Trust impartiality report: network news and current affairs coverage of the four UK nations

Date: 11.06.2008     Last updated: 24.11.2016 at 10.33

The BBC Trust has today published its impartiality report on the BBC's network news and current affairs coverage of how the UK is governed in its four nations.

The report includes an independent assessment by Professor Anthony King and research from Cardiff University and the market research analysts, BMRB.

In its report, the Trust concludes that the BBC needs to improve the range, clarity and precision of its network news coverage of what is happening in the different UK nations and regions.

Sir Michael Lyons, Chairman of the BBC Trust said:

"The BBC's reporting of the United Kingdom is – on the face of it – much better than what is provided by other broadcasters. But the resounding message from this review is the BBC is falling short of its own high standards and is not meeting properly its core purpose of helping to inform democracy.

"The problem is not about impartiality, but about clarity, precision and the balance of reporting from around the UK. The good news is that the public have told us that they want to learn about other parts of the UK. This should inspire the BBC to meet this challenge and search for opportunities to make what is happening in different parts of the UK relevant and interesting to all audiences. From now on, those watching or listening to BBC News should consistently be able to learn not just what's happening, but whether it's unique to where they live, and how it compares to what might be happening elsewhere in the UK."

The BMRB research shows that 82% of the UK population are interested in news about other parts of the UK, and 62% think it important to understand the different politics and policies within each nation.

The report highlights the major changes in the governance of the United Kingdom since devolution of power from Westminster began ten years ago and the complexities this has created for reporting public policy. Research from both Cardiff and BMRB shows that the BBC's performance in this area is "consistently superior" to that of other broadcasters. Professor King remarks as "striking" that almost no-one (including politicians) in any of the four nations he met whilst undertaking his review accused the BBC of bias and indeed went out of their way to praise the BBC's impartiality. The Trust welcomes the clear conclusion that BBC network coverage of politics and policy across the UK is impartial.

However, in commissioning this review, the Trust sought to answer whether in recent years the BBC's UK-wide network news, current affairs and factual programming had kept pace with – and responded adequately and appropriately to – the UK's changing political, social economic and cultural architecture. Professor King's conclusion is that the BBC has not.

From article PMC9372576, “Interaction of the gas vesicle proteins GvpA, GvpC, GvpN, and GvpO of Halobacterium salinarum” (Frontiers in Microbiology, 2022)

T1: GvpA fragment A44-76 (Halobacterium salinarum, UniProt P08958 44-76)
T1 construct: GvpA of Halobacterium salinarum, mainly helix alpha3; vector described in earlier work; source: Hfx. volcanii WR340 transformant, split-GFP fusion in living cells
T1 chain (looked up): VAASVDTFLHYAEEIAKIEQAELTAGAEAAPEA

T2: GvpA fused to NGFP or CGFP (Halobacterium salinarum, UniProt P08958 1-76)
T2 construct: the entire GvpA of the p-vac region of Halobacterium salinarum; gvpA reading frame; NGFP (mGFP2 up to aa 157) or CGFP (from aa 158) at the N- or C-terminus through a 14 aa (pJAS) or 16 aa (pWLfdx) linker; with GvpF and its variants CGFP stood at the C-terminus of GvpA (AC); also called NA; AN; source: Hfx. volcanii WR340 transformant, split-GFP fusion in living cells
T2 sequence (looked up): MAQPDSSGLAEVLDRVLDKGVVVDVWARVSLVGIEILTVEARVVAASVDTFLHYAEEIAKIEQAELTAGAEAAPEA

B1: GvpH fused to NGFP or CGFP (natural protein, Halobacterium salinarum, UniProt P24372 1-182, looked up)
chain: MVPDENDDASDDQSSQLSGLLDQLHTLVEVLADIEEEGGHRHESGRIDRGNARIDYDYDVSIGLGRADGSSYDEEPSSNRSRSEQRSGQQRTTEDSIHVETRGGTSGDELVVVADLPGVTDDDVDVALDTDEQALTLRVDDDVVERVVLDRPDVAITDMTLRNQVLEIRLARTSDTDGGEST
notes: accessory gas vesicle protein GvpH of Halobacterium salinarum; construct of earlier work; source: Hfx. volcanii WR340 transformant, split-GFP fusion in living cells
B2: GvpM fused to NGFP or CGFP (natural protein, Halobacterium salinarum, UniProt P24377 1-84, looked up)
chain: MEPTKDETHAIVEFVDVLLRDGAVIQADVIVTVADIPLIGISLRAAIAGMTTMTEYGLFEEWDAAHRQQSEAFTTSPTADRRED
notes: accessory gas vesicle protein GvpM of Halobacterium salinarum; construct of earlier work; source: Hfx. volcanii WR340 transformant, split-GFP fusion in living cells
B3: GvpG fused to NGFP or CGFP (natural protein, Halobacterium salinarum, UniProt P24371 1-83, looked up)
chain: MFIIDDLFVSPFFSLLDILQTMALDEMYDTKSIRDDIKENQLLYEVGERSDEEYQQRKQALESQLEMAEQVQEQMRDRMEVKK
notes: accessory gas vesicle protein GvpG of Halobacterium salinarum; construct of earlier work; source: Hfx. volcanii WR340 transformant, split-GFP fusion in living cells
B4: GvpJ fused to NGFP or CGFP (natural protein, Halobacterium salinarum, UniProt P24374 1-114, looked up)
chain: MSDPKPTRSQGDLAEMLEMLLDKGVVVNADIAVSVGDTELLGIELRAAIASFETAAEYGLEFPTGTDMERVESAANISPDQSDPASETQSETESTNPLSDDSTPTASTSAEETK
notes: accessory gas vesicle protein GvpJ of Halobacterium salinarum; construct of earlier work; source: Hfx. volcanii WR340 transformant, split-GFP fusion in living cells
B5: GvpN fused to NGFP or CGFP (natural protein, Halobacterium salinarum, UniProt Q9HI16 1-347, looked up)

The BMRB research shows that 37% of people believe that BBC reports are often not relevant to where they live. Analysis of BBC network news and current affairs programmes over a four week period in 2007 by Cardiff University found that 19% of stories involving or relating to devolution to be vague and confusing and of 136 stories about health and education, all 136 dealt with England alone. In its coverage of UK public policies, the majority – 75% of the UK population – do not believe the BBC often makes factual errors, but a sizeable minority – 17% - believe the BBC sometimes does.

Sir Michael Lyons added:

"We know from our wider work that affection for the BBC drops the further people live from London and this is in part because they do not see their lives adequately reflected on the BBC. We are encouraged by the initial response from BBC Management to the findings of this review. They have said clearly that they can do better and that they are determined to get this right. The BBC understands that it has got to work harder to meet the needs of all licence fee payers, not least because the BBC is paid for in equal measure by people wherever they live in the UK."

The Trust is publishing the Management's initial response to the report today, and will do the same once their final action plan is approved in the summer.

The Trust has committed to repeating the research within 18 months to provide a clear assessment of whether performance is improving.

Sir Michael concluded:

"The Trust is very grateful to all members of the Audience Councils who have highlighted concerns in their own Nation and from all parts of England and to the members of the public who have participated in consultations and research which led the Trust to commission this review."


Notes to editors

The following documents are available on the Nations impartiality page:

Report: BBC network news and current affairs coverage of the four UK nations

Including: The Trust's Conclusions

Initial response from BBC Management

Independent assessment by Professor Anthony King

Appendix A: University of Cardiff research

Appendix B: BMRB research

Appendix C: BBC Management submission to the review

Appendix D: A list of individuals and organisations who have made written submissions to the review

Appendix E: List of individuals with whom meetings were held

Appendix F: Terms of Reference